This crowd-pleasing food truck — the first of its kind to make an appearance at a BC resort — satisfies with the Evening Ridge Quinoa Bowl, zested with almond lime dressing, and the two-hands-required Ymir-style Turkey Bun, served with spice-infused turkey breast, roasted garlic aioli, handcut seasoned ripple chips and banana peppers. skiwhitewater.com

Kicking Horse Mountain Resort, another famed Kootenay Rockies destination, is known for its heart-thumping mix of terrain and fluffy champagne snow — toast-worthy traits best celebrated at the resort’s Eagle’s Eye Restaurant.

Set 2,346 metres (7,700 feet) in the sky, Eagle’s Eye reigns as Canada’s most elevated restaurant, boasting sophisticated menus that celebrate scallops with pear and parsnips, and wild boar tenderloin nestled on beluga lentils.

Afternoons will prove a delicious adventure, too, with the resort’s new Sky Lunch Package, a gondola sightseeing ride up and up paired with a lunch entrée and dessert. Smoked salmon bruschetta, anyone? kickinghorseresort.com

BC’s Powder Highway draws adventurers

There’s something compelling about British Columbia’s Kootenay Rockies. The nature here is big — monumental, in fact — but amidst this imposing landscape adventurous communities thrive, small but hardy.

Prospectors originally mined this area for gold; now something else beckons, a rush of adrenalin that requires skis and boards, and a GPS to map the way.

The outdoor-adventure action here is concentrated along the Powder Highway in southeastern BC, where eight full-service alpine resorts mingle with more than 10 Nordic ski destinations, nearly two dozen snowcat and heli-ski operators, plus a complement of 23 backcountry lodges.

Heli- and cat-skiing were born here, and it’s where winter resorts offer remarkable, and varied, mountain experiences, chock full of warmth and charm.

Case in point: Fernie, a historic mining town that is now a ski mecca whose population nearly doubles during the winter season.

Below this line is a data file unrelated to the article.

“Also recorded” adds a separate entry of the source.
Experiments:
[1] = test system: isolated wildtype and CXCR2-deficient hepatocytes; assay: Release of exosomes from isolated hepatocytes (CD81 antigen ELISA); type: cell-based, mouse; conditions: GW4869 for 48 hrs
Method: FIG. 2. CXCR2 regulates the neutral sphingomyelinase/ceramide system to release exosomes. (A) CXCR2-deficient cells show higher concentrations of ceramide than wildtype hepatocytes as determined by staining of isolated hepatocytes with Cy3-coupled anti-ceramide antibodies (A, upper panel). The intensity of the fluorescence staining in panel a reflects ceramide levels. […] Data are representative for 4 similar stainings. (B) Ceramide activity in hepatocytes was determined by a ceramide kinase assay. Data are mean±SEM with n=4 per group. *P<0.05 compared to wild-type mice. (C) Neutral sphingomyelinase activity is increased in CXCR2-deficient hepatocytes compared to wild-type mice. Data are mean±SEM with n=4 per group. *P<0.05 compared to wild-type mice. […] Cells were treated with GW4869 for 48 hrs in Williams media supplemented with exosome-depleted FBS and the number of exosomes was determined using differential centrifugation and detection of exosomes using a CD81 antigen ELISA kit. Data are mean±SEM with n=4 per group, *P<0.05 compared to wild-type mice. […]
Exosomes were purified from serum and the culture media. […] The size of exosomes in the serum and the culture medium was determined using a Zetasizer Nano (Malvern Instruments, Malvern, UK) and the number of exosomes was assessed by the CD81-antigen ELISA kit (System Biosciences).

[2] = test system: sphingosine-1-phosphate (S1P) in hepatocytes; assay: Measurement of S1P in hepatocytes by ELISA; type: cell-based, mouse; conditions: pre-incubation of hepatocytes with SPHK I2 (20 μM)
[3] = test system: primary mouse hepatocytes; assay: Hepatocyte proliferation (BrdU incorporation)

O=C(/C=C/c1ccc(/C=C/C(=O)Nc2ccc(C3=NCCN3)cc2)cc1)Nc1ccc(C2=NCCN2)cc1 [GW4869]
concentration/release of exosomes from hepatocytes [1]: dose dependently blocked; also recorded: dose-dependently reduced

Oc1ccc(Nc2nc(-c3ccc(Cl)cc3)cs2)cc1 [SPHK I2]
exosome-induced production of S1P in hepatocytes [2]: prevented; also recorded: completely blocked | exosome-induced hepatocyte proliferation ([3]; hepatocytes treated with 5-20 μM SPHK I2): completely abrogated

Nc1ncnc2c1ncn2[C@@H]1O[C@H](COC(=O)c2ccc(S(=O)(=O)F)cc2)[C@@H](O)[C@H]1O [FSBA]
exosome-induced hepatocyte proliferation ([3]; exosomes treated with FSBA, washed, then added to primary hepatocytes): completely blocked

Here, adventurists can make tracks in Fernie Alpine Resort’s legendary powder, a playground that includes 1,000 skiable hectares (2,471 acres), 142 runs and five alpine bowls. As a bonus, après-ski, Fernie-style, is easily achieved with a pint of Glacier Fresh Kokanee at The Griz Bar.

And that’s just a taste of what’s on offer along BC’s Powder Highway. Die-hards could, for example, explore whole new realms of possibility at RED Mountain Resort, where the addition of nearly 81 hectares (200 acres) of gladed tree skiing on three newly cut runs on Mt. Kirkup’s south side promise to redefine steep and deep.

A venture to nearby Whitewater Ski Resort offers equal challenge — thanks to a wintry landscape that boasts an annual 12-metre (40-foot) snowfall — that is blissfully rewarded at nearby Ainsworth Hot Springs. (Both the resort and the springs are just a short drive from Nelson, one of BC’s quirkiest and most beloved towns.)

Powder addictions will be further sated at Kicking Horse Mountain Resort near Golden, “The Champagne Powder Capital of Canada,” or at Revelstoke Mountain Resort, home to North America’s longest vertical.

For those eager for some high-flying action (a.k.a. an opportunity to perfect their Double McTwist), Panorama Mountain Resort’s terrain park is just the ticket.

There are down-to-earth options along this road trip, too: grown-ups can leave the aerials to the pros, enrol the kiddies at Kimberley Alpine Resort’s Owl Learning Area, and make tracks along open glades and heart-thumping steeps. (Planting poles and warming up with a steaming cup of hot buttered rum at the Stemwinder Bar & Grill is an equally tempting alternative.)

Bottom line: along BC’s adventurous Powder Highway, options for powdery play are seemingly endless. And the locals are pretty friendly, too. PowderHighway.com